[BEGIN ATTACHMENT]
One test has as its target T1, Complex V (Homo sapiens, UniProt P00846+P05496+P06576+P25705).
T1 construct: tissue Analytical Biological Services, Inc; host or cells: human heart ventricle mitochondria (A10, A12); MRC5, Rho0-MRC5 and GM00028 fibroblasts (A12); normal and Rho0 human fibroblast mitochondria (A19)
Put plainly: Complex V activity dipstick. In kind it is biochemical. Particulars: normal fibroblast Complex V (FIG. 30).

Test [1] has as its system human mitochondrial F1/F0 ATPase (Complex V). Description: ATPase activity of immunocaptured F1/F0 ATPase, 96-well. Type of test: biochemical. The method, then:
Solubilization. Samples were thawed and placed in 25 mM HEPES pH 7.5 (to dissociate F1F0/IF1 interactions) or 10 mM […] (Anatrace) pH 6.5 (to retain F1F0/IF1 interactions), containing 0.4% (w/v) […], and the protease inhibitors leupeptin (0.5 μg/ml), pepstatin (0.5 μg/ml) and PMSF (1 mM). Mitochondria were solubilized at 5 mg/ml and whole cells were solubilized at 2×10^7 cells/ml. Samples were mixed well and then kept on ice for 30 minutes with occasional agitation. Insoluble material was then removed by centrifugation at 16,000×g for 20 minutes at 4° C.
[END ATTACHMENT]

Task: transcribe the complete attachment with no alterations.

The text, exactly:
One test has as its target T1, Complex V (Homo sapiens, UniProt P00846+P05496+P06576+P25705).
T1 construct: tissue Analytical Biological Services, Inc; host or cells: human heart ventricle mitochondria (A10, A12); MRC5, Rho0-MRC5 and GM00028 fibroblasts (A12); normal and Rho0 human fibroblast mitochondria (A19)
Put plainly: Complex V activity dipstick. In kind it is biochemical. Particulars: normal fibroblast Complex V (FIG. 30).

Test [1] has as its system human mitochondrial F1/F0 ATPase (Complex V). Description: ATPase activity of immunocaptured F1/F0 ATPase, 96-well. Type of test: biochemical. The method, then:
Solubilization. Samples were thawed and placed in 25 mM HEPES pH 7.5 (to dissociate F1F0/IF1 interactions) or 10 mM […] (Anatrace) pH 6.5 (to retain F1F0/IF1 interactions), containing 0.4% (w/v) […], and the protease inhibitors leupeptin (0.5 μg/ml), pepstatin (0.5 μg/ml) and PMSF (1 mM). Mitochondria were solubilized at 5 mg/ml and whole cells were solubilized at 2×10^7 cells/ml. Samples were mixed well and then kept on ice for 30 minutes with occasional agitation. Insoluble material was then removed by centrifugation at 16,000×g for 20 minutes at 4° C.